The Israeli Ministry of Foreign Affairs – a name fitting of Orwell’s 1984 – made an equally Orwellian announcement following the raid that “the organizers of the Gaza flotilla announced in advance (May 30) their intention of using violence against Israeli forces if the latter tried to prevent the ships from reaching Gaza.”  This narrative essentially turns on its head the reality that it was Israel that pushed for violent confrontation against what was (prior to the illegal attack) a peaceful, humanitarian flotilla.

The recent admission of aggressive intent on the part of Barak is disturbing, although not surprising, for those who have long argued that Israel’s attacks on the Occupied Territories are illegal acts of collective punishment that essentially terrorize an entire nation of people.  Sadly, this understanding of the Israeli-Palestinian conflict is censored in western media that are content in uncritically repeating the propaganda of Israeli leaders (I chronicled this tendency of the U.S. press in two previous pieces: 1. “Rogue State Politics,” Counterpunch, 4 June 2010; and 2. “A Tale of Two Raids,” Z Magazine, 15 June 2010.

Recent reporting on the flotilla inquiry has again promoted a pro-Israeli narrative.  The New York Times headline on August 11th read: “Barak Says ‘Friction’ was Expected in Flotilla Raid.”  The use of the term “friction” implied that the incident was far less severe than it really was when it came to the critical international reaction.  The Times story repeated Israeli claims that “the commandos were expecting only passive resistance…An Israeli military investigation concluded last month that the anticipated level of violence used against the Israeli forces had been ‘underestimated.’”  Similarly, the Washington Post headline from August 10th read: “Netanyahu: Action Against Gaza Aid Ship was Ordered as ‘Last Resort.’”  The story created the impression of a defensive Israel, reluctantly killing foreign civilians and violating international law (although Israel’s violation of international law was recognized nowhere in either the Times or Post stories).  The Post also reported that “statements by the flotilla organizers indicated that they wanted to break Israel’s blockade on the Gaza Strip by ‘creating a provocation’ and instigating ‘media-covered friction at sea with the Israel Defense Forces’ that would create ‘international pressure to remove the naval blockade,’ Netanyahyu said.”  Both of these accounts, it should be pointed out, laid blame at the hands of non-violent activists seeking to violate an illegal blockade and an illegal occupation.  That the raid could be portrayed as a “provocation” on the part of humanitarian activists, through no fault of Israeli officials, is a sign of the extreme propaganda that dominates the American media and political debate on the Middle East.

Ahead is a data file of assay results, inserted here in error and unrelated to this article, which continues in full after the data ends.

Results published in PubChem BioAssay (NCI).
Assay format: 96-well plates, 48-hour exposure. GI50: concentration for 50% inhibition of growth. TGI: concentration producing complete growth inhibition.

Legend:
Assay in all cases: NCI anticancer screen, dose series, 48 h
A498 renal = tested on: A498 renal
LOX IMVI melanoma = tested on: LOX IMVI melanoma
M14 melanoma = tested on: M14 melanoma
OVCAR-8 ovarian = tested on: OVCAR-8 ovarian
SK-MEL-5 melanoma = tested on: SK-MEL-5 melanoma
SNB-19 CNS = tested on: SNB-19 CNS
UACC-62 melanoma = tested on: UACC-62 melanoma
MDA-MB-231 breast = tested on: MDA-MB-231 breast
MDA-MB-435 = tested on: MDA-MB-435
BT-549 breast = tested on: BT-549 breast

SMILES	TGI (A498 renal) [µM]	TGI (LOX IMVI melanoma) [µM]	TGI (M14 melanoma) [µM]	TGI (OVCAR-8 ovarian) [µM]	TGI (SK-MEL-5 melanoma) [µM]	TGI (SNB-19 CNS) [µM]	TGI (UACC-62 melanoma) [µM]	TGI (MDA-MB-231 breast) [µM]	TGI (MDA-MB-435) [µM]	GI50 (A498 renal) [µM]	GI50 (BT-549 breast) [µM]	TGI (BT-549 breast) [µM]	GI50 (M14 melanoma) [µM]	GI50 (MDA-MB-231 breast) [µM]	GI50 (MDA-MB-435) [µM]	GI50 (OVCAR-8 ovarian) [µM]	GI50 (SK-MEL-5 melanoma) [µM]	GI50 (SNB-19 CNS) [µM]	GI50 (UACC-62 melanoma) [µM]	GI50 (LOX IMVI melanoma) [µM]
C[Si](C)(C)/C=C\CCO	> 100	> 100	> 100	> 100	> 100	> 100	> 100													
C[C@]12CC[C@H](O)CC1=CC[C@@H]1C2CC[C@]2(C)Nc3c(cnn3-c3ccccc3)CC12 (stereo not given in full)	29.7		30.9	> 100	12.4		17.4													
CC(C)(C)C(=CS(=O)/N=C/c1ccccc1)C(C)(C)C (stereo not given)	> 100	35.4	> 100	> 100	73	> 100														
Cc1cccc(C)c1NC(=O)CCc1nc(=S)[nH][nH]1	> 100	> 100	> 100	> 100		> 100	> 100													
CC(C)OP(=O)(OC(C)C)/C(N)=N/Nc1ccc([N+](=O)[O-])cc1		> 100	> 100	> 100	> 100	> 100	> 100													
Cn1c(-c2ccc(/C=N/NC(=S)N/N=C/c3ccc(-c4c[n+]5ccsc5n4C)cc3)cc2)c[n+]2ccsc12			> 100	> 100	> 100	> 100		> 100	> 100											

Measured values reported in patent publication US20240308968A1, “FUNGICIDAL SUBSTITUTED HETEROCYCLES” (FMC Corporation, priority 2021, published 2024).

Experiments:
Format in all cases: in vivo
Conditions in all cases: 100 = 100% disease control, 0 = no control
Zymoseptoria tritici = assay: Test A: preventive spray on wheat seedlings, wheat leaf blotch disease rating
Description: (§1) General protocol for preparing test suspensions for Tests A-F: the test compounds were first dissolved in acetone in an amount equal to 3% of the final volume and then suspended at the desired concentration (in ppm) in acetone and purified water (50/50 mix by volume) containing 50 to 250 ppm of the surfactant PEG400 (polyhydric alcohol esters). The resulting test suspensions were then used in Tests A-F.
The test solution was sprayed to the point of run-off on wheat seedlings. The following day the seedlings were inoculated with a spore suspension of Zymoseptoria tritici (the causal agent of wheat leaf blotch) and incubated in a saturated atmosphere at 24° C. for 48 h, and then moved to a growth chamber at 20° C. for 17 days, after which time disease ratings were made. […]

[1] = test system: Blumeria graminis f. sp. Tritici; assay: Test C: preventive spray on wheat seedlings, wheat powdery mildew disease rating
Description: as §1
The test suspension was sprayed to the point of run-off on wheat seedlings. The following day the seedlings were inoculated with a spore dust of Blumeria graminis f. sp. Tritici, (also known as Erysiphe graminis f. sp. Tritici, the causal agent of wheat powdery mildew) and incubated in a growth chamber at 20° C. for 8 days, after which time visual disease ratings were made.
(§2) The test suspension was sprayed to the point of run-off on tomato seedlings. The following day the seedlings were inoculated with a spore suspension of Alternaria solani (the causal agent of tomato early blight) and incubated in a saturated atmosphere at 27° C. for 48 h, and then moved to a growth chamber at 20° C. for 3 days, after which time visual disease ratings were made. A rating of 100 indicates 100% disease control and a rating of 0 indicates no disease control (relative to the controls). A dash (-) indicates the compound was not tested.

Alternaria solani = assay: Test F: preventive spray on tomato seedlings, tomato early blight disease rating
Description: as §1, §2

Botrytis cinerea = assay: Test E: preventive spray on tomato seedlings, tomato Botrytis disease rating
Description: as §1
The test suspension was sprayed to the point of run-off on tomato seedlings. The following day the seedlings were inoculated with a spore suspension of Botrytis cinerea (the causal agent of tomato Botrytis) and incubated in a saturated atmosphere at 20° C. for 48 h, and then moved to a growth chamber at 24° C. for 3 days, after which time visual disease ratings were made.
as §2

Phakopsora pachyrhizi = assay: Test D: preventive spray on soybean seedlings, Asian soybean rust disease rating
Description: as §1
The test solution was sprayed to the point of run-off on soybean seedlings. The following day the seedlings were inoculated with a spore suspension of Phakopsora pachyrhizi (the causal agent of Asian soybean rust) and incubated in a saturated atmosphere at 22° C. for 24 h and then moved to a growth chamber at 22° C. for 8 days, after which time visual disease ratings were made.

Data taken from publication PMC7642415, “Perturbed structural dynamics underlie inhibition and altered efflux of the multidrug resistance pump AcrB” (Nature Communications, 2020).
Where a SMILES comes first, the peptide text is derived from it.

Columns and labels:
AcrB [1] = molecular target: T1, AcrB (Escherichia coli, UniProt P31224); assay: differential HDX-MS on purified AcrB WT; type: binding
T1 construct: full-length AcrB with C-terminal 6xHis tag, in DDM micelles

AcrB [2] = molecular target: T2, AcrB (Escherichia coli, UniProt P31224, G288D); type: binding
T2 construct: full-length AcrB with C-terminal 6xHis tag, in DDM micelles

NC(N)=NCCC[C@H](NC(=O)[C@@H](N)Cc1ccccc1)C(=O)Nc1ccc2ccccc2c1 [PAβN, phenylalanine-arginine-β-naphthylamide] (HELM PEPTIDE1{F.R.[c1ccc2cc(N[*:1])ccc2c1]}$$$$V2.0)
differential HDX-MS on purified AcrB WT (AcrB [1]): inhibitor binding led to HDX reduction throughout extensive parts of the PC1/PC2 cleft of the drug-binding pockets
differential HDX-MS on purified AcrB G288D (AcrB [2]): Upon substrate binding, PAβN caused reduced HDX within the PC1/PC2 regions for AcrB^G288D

That Israel routinely provokes confrontations with its neighbors and other nearby countries so that it can engage in aggressive military attacks (designed to further its military dominance of the region) is painfully understood throughout the Middle East and much of the rest of the world, although Americans are shielded from this reality by the journalistic and political establishment in Washington.  Barak’s admission that Israel expected violence from the get-go have been predictably ignored or downplayed in the U.S. media and by U.S. officials.  This is to be expected among those who see Israel as occasionally making “mistakes” in its generally necessary application of force in the name of self defense.  Israel’s commitment to regional “peace” and “stability,” rather than to militarism and domination, are considered beyond reprieve.

What’s completely erased from this narrative, however, is the fact that Israeli leaders themselves admit it’s a fraud.  They cynically attack their enemies for “planned provocation” and “violence” at the time of the flotilla raid, then quietly admit months later that provocation and violence were, in reality, endemic in their own actions and planning.  Why Americans should take further Israeli calls for “defense” and “protecting Israeli lives” seriously in light of such manipulation and propaganda is a question we should all be asking.